How Craft Alcohol Distribution Works: The Three-Tier System

How Craft Alcohol Distribution Works: The Three-Tier System

Prior to Prohibition, alcohol producers could sell directly to retailers. They could even own saloons or forge restrictive contracts with retailers, creating anti-competitive “tied houses.” The retailers then had to favor one producer over others.

All this changed with Prohibition’s repeal in 1933. Regulation, including taxation of liquor sales, became left up to the states. The result was a complex mosaic of differing rules, procedures, and requirements from state to state. One way or another, most states ended up with something resembling a three-part system for the production, distribution, and sale of alcoholic beverages.

These systems make it difficult for craft alcohol producers to get their products into non-local markets. Learn more about how craft alcohol distribution works. The three-tier system, while still pervasive, is slowly evolving to allow more direct-to-consumer sales in brewpubs, tasting rooms, and through limited self-distribution.

Production, Distribution, Retail

In traditional craft alcohol distribution, the three-tier system separates production from retail sales by inserting a licensed distributor between them. The producer/maker creates a contract with a wholesale distributor with warehousing capabilities (including refrigerated warehousing). Then, the distributor sells the product to retailers, who sell it to consumers.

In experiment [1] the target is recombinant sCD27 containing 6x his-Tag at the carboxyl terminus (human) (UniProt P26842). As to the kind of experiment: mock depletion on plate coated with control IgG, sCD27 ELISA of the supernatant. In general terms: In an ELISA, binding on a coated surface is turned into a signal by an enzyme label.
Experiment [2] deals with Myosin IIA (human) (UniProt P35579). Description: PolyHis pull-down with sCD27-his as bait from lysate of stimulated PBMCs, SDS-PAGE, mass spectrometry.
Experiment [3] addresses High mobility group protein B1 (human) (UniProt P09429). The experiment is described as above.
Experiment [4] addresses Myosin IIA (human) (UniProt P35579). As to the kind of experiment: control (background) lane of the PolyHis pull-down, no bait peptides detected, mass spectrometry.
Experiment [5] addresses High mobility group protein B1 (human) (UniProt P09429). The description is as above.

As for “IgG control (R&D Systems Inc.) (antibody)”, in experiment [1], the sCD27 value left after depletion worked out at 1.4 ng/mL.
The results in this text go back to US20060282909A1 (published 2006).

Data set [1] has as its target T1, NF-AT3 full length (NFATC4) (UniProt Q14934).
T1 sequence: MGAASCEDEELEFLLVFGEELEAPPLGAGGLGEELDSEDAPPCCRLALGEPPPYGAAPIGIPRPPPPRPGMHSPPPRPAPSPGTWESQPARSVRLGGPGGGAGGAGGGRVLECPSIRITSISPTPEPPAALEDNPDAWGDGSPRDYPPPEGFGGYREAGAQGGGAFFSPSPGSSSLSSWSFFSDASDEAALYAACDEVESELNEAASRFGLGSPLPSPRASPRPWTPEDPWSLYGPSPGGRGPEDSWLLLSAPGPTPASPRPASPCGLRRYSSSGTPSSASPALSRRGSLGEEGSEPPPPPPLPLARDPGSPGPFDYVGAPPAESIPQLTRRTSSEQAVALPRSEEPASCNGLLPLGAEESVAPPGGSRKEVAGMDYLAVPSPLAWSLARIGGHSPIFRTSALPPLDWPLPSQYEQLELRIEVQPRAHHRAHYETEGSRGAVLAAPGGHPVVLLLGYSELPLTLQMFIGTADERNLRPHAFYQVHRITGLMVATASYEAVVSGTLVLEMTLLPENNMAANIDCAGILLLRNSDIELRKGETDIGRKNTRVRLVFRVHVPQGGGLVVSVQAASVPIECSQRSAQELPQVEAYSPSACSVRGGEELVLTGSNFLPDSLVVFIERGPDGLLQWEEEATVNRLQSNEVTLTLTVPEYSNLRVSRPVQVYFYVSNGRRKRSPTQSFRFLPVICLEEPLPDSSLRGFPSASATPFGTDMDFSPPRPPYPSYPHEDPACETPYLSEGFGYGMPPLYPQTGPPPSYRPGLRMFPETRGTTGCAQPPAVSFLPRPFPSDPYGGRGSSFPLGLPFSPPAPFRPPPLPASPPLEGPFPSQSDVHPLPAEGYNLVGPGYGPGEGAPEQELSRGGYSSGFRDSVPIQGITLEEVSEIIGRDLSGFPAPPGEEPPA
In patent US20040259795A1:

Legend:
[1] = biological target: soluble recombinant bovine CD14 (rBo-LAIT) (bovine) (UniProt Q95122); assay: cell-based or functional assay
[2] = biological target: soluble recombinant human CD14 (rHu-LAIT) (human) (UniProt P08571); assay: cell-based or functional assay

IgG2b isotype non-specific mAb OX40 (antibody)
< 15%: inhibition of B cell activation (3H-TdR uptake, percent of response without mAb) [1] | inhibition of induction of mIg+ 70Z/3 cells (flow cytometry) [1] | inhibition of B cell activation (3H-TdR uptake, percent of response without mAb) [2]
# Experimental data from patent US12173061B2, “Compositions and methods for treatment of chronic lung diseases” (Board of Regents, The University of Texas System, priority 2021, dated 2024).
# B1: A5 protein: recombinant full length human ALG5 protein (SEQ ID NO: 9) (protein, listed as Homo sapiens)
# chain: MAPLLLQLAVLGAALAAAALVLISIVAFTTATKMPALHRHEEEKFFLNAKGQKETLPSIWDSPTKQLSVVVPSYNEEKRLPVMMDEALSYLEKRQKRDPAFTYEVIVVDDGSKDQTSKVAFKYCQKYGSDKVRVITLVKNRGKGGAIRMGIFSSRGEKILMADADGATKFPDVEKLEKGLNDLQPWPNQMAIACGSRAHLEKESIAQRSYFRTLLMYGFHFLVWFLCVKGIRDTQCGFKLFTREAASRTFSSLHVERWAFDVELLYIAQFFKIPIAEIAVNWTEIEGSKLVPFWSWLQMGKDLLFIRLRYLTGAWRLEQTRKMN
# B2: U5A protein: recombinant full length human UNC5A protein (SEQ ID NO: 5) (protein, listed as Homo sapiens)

Licensed distributors must comply with various regulations and monitor tax collection along the chain of distribution and sale. This way, the state’s control of alcohol taxation and licensure ensures distributors are conscientious about quality and other regulatory requirements.

Control States

Some states decided to retain control of the liquor sale system, acting as the distributor and, in some cases, retailer. In these instances, the state purchases the product and distributes it to state-owned liquor stores, collecting taxes at purchase. Seventeen states are currently “alcohol beverage control” states, and seven of those own liquor stores, too.

A recent example of the evolution in this space is the state of Washington, which eliminated state-owned liquor stores and allowed retailers to purchase directly from producers in 2011. The downside? Washington State has the highest liquor tax rate in the country.

Direct-to-Consumer Sales and Shipments

Forty-seven states allow some form of direct-to-consumer alcohol sales, including ordering online and shipping the product to the consumer. Most of those states restrict direct deliveries to wine, and someone 21 or older must sign for the delivery.

Many states have also eased restrictions on brewpubs and tasting rooms, allowing direct sales to consumers for products consumed on the premises. The recent COVID-19 pandemic has also spurred a lot of change in the direct-to-consumer space for craft alcohol. Unfortunately, the long-term benefit of these changes, and whether they will become permanent, remains to be seen.

The proliferation of different regulatory structures from state to state suggests that craft alcohol producers can benefit from an experienced spirits marketing agency, like the experts at The Crafty Cask. We can help you develop your brand and marketing campaigns. Also, we can aid you in identifying what to expect when partnering with a licensed distributor. Contact The Crafty Cask for craft alcohol marketing consulting today.

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